So precedential and structural considerations do not lend much support to secrecy in the impeachment-trial-vote setting, and indeed tend to undermine it.
We close by pointing out that maintaining secrecy might in any event be difficult logistically, even if secrecy were consistent with constitutional values here (which we question). First, even if a majority of senators today decides to keep secret the Yeas and Nays on President Trump’s impeachment trial, there is no barrier to a subsequent Senate making those votes public in the future (assuming the votes were recorded in the Journal, which, as noted above, requires insistence by only 20 or fewer senators). And so any senators who feel freer to “vote their conscience” because of the secrecy of their vote cannot count on that secrecy being maintained in the intermediate future.
Indeed, even in the short run, secrecy may be hard to maintain. Let’s imagine the ballots are not made public and President Trump is convicted. All the senators who voted to acquit could, if they want, publicly proclaim that they voted in President Trump’s favor, do so under penalty of perjury, submit to a lie detector if anyone asks them to, etc. That would generate a very strong inference that those folks who do not make such public pronouncements of having voted in President Trump’s favor were in fact people who voted to convict. Thus, again, senators looking to be protected by secrecy could not easily rely on such protections.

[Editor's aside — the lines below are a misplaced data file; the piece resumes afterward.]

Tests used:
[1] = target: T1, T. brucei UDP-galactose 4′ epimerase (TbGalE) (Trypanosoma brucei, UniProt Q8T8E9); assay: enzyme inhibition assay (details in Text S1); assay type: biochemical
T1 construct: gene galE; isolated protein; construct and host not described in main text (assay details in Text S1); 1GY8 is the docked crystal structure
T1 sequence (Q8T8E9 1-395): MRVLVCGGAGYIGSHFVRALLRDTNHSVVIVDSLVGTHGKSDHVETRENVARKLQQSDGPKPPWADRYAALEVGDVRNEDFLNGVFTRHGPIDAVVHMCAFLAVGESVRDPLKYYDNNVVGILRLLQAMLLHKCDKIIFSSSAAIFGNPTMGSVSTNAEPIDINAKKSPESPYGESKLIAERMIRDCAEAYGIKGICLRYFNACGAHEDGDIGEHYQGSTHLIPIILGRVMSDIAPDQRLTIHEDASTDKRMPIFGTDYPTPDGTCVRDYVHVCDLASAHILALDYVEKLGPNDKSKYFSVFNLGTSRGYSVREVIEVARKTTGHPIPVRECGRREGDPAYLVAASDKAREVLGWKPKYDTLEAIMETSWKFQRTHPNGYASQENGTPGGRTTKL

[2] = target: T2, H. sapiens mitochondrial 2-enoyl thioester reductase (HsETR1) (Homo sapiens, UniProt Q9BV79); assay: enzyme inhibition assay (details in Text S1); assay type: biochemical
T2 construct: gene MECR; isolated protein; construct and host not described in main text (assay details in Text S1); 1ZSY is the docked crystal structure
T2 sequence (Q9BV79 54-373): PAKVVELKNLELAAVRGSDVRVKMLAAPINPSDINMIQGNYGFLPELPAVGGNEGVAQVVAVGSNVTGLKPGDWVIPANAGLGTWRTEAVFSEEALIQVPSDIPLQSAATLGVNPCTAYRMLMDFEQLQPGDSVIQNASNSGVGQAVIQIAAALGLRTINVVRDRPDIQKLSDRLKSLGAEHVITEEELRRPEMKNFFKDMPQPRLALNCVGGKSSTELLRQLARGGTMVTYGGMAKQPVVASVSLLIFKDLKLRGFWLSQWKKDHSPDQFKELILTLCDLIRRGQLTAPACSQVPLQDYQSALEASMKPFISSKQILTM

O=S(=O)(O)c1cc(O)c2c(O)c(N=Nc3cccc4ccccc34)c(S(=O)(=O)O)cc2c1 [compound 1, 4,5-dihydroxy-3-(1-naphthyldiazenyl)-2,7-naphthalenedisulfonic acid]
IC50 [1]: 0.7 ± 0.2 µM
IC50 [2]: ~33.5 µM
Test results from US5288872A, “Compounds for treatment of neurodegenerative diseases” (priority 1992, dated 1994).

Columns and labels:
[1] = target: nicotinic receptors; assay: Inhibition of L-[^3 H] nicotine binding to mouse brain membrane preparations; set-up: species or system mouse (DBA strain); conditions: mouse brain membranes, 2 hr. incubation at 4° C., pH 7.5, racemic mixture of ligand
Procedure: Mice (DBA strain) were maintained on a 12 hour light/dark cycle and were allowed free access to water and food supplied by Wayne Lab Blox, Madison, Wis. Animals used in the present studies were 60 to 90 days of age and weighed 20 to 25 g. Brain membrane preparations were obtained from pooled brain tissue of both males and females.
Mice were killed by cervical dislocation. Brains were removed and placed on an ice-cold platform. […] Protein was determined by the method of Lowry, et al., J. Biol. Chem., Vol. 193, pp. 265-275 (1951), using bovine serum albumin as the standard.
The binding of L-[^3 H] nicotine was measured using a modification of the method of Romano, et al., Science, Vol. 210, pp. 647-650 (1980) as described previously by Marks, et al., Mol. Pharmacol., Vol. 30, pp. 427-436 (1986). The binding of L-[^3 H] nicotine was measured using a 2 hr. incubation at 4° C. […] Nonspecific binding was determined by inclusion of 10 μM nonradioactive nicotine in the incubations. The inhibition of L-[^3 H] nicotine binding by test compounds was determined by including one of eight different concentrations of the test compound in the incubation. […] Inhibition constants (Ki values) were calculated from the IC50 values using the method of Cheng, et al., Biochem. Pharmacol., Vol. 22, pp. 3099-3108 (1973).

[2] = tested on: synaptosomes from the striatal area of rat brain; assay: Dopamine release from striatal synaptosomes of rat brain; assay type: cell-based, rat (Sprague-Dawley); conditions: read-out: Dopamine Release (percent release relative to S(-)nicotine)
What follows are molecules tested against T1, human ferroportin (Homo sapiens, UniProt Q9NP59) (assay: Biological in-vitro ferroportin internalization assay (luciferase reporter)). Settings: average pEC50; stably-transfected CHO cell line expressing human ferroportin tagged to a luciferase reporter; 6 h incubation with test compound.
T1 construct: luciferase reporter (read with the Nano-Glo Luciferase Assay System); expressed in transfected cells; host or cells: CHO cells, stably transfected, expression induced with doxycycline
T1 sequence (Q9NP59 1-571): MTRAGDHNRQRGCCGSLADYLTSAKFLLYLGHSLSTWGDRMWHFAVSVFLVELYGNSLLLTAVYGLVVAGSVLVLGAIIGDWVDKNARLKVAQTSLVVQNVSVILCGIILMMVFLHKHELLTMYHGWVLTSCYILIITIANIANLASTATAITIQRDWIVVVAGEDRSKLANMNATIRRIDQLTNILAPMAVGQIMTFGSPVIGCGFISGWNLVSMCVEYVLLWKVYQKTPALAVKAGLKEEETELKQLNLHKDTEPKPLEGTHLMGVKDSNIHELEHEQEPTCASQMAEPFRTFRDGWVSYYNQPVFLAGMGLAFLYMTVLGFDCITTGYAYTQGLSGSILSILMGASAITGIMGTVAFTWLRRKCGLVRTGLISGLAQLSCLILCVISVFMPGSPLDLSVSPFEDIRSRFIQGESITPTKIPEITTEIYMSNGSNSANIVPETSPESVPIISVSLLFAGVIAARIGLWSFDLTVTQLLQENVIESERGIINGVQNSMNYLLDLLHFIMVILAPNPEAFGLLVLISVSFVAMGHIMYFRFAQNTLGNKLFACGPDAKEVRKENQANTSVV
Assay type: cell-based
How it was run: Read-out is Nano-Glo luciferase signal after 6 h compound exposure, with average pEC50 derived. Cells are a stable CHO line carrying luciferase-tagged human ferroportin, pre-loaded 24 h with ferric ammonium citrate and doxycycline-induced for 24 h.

Interestingly, perhaps the best argument those who want secrecy could make is that it would be good if the vote were kept secret from President Trump (who might exact retribution) but not from the voters of each state. If that were possible, it might be more consistent with the spirit of the Seventeenth Amendment, which sought to reduce the clout political party bosses exercised in favor of more populist decisionmaking. Freeing senators from party-leader retribution would be nice, but there is simply no way to do that without freeing senators from accountability to the people of the states (who themselves may prefer to be as intensely partisan as their leaders are in today’s moment), which is the whole point of popular election of senators.